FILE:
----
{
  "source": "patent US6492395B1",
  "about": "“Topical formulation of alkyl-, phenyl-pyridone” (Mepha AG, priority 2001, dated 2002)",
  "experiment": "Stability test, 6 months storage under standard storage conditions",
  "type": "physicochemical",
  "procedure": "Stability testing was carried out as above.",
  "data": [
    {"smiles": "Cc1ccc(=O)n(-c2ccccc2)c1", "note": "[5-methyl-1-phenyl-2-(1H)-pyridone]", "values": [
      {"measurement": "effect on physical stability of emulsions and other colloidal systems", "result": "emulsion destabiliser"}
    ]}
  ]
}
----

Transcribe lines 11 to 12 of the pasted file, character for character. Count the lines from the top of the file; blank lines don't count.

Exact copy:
  ]
}